JM: What do I do as a new manager/team leader when I see opportunities to improve our team and my manager is unreceptive? In general, how do I deal with an unreceptive leader to whom I report?
SC: It's easier to get forgiveness than permission. If what you think is wise and reasonable, I would just do it. If it involves certain areas the manager preserves for himself or herself, I would show respect for that and exercise initiative proactively in other areas.
I would empathize with the problem the leaders or managers are facing and come up with initiative suggestions as to what you might do to help solve those problems. As you increase your capability in doing this, and as confidence in you grows, you inevitably will find that you will be increasingly empowered, and you will reach a point tat which you will have influence with the entire culture. In short, your circle of influence will become very, very large.
I saw a very dictatorial president of an organization treat everyone like "go-fors"—go for this, go for that—and listen to no one's opinion, get no feedback. One manager, seeing this, stopped criticizing and instead anticipated what the president was requesting and became the best go-for, but also, anticipating the need, presented the information in a way that would meet the deeper need. When the president saw this happen, he was astounded. He began to say to himself, "Wow! I'm going to do what he recommends."
This manager's circle of influence got so large that the president hardly would make any significant moves without that man's blessing. When he retired, there was a special award given to other people who were proactive in not criticizing but complementing their managers and leaders, and it was named after this man.
JM: What can I do if I feel I am being held back from opportunities within an organization because I am seen as a star player on my team, and my manager wants to keep me in the current role for the team's benefit?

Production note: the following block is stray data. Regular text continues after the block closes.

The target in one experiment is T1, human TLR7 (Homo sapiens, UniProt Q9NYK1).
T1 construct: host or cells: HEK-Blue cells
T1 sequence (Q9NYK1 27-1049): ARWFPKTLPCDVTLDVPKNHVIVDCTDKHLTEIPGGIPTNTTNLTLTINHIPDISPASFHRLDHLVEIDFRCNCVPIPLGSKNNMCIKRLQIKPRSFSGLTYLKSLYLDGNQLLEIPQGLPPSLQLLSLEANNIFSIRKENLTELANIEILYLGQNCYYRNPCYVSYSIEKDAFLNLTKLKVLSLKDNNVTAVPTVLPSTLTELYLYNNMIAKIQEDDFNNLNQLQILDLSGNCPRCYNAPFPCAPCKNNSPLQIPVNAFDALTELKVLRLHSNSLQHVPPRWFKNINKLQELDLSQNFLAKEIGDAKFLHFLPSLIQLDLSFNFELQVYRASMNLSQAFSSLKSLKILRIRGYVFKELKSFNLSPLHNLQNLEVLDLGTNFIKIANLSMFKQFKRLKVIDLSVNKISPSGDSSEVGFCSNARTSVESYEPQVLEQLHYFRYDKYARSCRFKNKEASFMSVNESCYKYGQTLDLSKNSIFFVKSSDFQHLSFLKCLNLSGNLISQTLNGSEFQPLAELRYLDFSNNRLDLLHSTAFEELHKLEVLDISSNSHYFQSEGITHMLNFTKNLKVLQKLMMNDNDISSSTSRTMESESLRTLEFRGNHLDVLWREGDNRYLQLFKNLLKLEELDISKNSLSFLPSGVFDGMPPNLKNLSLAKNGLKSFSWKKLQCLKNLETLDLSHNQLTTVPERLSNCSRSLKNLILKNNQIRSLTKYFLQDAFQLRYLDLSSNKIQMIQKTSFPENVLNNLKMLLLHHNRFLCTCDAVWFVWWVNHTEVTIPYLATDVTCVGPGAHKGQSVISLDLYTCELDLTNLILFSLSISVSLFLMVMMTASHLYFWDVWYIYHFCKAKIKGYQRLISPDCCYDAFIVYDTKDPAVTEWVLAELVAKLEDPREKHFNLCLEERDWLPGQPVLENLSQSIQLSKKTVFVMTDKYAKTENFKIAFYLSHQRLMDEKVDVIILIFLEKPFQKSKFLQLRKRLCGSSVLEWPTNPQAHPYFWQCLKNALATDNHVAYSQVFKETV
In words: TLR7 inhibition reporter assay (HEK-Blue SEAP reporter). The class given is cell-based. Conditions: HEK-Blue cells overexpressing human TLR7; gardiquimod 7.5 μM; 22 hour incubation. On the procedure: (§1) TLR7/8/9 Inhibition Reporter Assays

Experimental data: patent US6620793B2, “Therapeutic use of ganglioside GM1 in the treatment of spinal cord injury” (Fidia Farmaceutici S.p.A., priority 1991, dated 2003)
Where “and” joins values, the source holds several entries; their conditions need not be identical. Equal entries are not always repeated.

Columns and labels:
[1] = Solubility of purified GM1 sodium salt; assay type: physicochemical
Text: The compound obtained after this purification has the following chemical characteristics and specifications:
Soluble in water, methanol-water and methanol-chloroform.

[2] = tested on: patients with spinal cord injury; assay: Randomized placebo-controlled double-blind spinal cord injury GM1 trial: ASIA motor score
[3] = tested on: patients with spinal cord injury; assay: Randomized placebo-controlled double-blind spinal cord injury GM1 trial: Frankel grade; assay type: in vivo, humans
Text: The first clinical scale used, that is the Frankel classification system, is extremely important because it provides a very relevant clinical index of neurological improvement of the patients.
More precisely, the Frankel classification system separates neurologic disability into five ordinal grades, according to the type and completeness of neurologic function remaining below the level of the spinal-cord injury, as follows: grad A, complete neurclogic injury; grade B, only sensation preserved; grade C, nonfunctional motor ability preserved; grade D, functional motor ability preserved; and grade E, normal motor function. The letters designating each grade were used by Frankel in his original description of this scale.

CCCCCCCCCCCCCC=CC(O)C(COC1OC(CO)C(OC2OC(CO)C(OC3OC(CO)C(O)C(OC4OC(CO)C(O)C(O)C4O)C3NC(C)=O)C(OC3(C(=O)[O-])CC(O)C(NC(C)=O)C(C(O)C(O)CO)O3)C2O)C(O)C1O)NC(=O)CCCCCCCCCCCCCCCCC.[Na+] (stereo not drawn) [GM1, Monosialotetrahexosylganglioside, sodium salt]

SC: I think I would talk courageously and frankly with the manager or the leader about your feelings, and then, also, listen empathically to his perception and feelings, but don't capitulate to them. Instead, listen to understand and restate to the other person's satisfaction. Then try to work out a third- alternative solution.
This may be difficult in the initial stages, but if you stop criticizing and complaining and start trying to think creatively, I think you almost inevitably will come up with a third alternative, because the manager does not want to lose you. That's a possibility in the manager's eyes. You have become almost indispensable, and that's one of the reasons he doesn't want to give you new opportunities. But if you show you can help in succession planning and in coaching and training people who will carry on the same approaches that have worked so well for you, or if you can build your approaches into structures and systems so that those systems and processes essentially have become institutionalized into the culture, then you can move on to higher responsibilities and stewardships without jeopardizing the successes you have achieved in the past.
Stephen R. Covey is co-founder of FranklinCovey and author of "The 7 Habits of Highly Effective People" and "The 8th Habit."